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DVOC Field Trip Report
by Martin Selzer
February 26, 2005 (Saturday)
Indian River Inlet North, DE
Twelve DVOC members and friends participated in our field trip to southern Delaware. After meeting at the Super Wawa on Route 1 south of Lewes we car caravanned to the Indian River Inlet and started birding from the north jetty. An in-coming or outgoing tide create the best conditions for birding at the inlet and we were fortunate to have arrived as the tide was coming in. In the rips feeding off the edge of the jetties were numerous Surf Scoters and a few Black Scoters, Common Loons and 2 or 3 Red-throated Loons. On the jetties was a small flock of Purple Sandpipers and a few Sanderlings. Also in the breaking surf were a few small groups of Long-tail Ducks (Oldsquaw). Further up the beach a group of Bonaparte’s Gulls foraged in amongst the Herring, Ring-billed and Great Black-backed Gulls. We continued to scan the breaking waves in hopes of something else when a White-winged Scoter took to the wing and flew across the inlet giving everyone their third scoter for the day. We also had a few Surfs in the channel that allowed us great views. Another scan of the surf-line, revealed a young male Harlequin Duck. He was cooperative enough to stay near two Surf Scoters that served as reference points so that everyone could find him.
We then made a quick stop at the marina before heading off to Silver Lake in Rehoboth. The lake held a good size flock of Canvasbacks, many Mallards, several Ruddy Ducks, 3 to 4 Red-breasted Mergansers and another Red-throated Loon. In spite of several passes through the Canvasback flock, we could not come up with the Redhead that has been reported here. We then headed off to Cape Henlopen State Park and the Seaside Nature Center home to some of the most cooperative Brown-headed Nuthatches known. Within a short time watching the feeders, we had both Red-breasted and Brown-headed Nuthatches, Carolina Chickadees, Dark-eyed Juncos and White-throated Sparrows. We then headed to Herring Point to scan the bay and have lunch with a scenic, birdy spot.
Unfortunately, four human surfers were trying their luck in the waves so the flock of scoters was not as close as they sometimes are and there were no gulls in the surf. While the majority of the scoters were Surf we had a lot more Black Scoters here than we did at the inlet. We scanned for the reported young male Common Eider without luck and decided to have our lunch here so we could keep scanning the surf. As we were finishing our lunches, three female Common Eiders were found just off the jetty below the point overlook. Did they fly in? Did they swim out from behind the jetty? No one was sure because one moment they weren’t there and the next they were. Fortunately everyone was able to get on the eiders before they decided to take to the wing and head towards the breakers at the ferry terminal.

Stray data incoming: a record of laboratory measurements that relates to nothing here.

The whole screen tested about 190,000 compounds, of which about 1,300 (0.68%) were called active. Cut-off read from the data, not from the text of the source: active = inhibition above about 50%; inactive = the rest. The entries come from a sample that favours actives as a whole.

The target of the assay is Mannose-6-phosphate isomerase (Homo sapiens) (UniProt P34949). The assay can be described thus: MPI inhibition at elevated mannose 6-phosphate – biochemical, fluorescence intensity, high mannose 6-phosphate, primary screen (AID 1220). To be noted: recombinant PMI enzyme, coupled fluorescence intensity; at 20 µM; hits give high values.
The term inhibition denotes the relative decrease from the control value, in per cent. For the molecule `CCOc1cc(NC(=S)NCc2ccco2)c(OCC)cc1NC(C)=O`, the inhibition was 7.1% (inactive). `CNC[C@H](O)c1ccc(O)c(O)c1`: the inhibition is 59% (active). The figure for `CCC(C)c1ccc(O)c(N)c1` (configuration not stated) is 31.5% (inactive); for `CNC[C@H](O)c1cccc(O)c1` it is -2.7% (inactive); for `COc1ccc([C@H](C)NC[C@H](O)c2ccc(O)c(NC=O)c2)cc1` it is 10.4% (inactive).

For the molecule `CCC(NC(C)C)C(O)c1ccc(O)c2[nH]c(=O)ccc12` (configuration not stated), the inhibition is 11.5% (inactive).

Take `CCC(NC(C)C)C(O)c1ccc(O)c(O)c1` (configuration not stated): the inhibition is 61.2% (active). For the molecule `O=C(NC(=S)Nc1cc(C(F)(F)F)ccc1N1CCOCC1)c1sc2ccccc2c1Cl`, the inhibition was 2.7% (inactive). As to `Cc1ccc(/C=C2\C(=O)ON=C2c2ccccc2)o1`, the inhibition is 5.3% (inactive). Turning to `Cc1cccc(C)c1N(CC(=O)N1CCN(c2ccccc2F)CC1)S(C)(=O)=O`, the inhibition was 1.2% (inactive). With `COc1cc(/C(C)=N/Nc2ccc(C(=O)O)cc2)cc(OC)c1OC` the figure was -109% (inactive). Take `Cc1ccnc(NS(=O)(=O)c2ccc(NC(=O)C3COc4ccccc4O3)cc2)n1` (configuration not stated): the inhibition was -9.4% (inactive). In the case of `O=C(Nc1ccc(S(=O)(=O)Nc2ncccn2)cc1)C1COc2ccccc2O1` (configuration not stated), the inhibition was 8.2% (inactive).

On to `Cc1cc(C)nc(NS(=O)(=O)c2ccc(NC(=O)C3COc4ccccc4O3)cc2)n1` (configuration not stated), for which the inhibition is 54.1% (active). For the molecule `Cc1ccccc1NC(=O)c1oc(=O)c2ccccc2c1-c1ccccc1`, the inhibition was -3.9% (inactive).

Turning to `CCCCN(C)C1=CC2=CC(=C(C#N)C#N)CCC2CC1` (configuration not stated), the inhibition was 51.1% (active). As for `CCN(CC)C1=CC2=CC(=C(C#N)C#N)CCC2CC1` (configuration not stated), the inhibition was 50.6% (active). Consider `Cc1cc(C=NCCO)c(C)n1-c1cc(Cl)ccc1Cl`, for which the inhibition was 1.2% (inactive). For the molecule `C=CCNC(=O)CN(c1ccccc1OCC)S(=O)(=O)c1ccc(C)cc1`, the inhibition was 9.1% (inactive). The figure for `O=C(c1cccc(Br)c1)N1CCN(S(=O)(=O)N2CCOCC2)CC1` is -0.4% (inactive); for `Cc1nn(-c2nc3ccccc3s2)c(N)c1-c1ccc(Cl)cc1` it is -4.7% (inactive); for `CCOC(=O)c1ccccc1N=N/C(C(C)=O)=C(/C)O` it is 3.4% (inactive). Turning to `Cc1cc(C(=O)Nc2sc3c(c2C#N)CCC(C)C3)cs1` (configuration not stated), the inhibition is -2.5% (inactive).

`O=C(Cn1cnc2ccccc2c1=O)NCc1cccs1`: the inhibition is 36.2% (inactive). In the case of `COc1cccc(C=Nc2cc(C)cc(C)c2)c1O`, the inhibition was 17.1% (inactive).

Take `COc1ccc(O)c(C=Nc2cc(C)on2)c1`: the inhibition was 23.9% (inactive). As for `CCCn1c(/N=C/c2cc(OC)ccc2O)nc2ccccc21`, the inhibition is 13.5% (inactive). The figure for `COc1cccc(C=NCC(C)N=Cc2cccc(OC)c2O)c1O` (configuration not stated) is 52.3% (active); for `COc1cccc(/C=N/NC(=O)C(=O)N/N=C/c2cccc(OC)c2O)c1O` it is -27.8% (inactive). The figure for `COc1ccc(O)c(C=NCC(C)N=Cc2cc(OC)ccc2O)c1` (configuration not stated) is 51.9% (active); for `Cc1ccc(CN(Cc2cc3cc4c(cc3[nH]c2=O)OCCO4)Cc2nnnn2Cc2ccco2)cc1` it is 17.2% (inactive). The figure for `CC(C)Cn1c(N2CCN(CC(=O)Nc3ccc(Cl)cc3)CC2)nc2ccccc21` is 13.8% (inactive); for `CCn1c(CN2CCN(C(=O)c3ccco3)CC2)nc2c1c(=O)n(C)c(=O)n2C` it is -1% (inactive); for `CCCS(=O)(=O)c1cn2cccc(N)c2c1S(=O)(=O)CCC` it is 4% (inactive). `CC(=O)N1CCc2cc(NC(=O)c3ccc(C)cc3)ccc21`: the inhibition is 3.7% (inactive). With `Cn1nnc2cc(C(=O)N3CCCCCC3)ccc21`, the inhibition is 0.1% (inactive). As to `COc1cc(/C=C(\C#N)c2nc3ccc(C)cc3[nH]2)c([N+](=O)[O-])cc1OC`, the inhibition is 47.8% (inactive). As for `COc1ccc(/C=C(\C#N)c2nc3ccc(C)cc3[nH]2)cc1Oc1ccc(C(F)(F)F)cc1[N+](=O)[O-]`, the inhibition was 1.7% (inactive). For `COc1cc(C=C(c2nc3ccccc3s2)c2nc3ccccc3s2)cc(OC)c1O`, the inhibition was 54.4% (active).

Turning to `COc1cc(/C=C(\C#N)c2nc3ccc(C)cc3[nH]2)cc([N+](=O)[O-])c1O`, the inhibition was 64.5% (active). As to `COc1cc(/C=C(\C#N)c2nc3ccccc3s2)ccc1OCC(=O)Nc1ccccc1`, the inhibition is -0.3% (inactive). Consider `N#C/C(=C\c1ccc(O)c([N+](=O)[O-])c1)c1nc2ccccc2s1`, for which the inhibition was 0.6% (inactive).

We continued heading north and made Broadkill Beach and the Prime Hook National Wildlife Refuge our next stop. As we turned off of Route 1 onto Route 16 a Black Vulture circled low over the fields. The pools at Broadkill Beach were rather empty except for our first Northern Pintails that were close to the road and distant Green-winged Teal, Northern Harrier and a very distant young Bald Eagle. As we neared the Prime Hook Refuge Headquarters we had lots of Turkey Vultures soaring in the earlier afternoon thermals along with two adult Bald Eagles and a Red-tailed Hawk. On the power lines an American Kestrel perched when not hunting in the fields. On the feeders outside the headquarters several American Goldfinches fed and in the wet woods behind Rusty Blackbirds called. We could never find the blackbirds but on our return to the feeders found a White-crowned Sparrow. A walk on the boardwalk trail yielded Eastern Towhee, Hermit Thrush, Brown Thrasher and Carolina Wren. Back at the headquarters we got a second look at the White-crowned Sparrow.
Next on our return north was a trip into the north pool at Ted Harvey Wildlife Management Area. Although they were at least two-thirds across the pool, we were able to scan the flock of Northern Shovelers, American Wigeon, and Gadwall to find a drake Eurasian Wigeon. Also in this flock were 6 Ring-necked Ducks and a few Red-breasted Mergansers. A quick stop at Port Mahon Road turned up a few Northern Harriers and nothing else. Our last stop was along Cartanza Road where we found good numbers of Horned Larks and a large flock of Snow Geese. At this point some of the group had to head home while the rest of the group went for a late afternoon visit to Bombay Hook.
Thanks to all for joining us on the late winter trip to southern Delaware.
Images by Bert Filemyr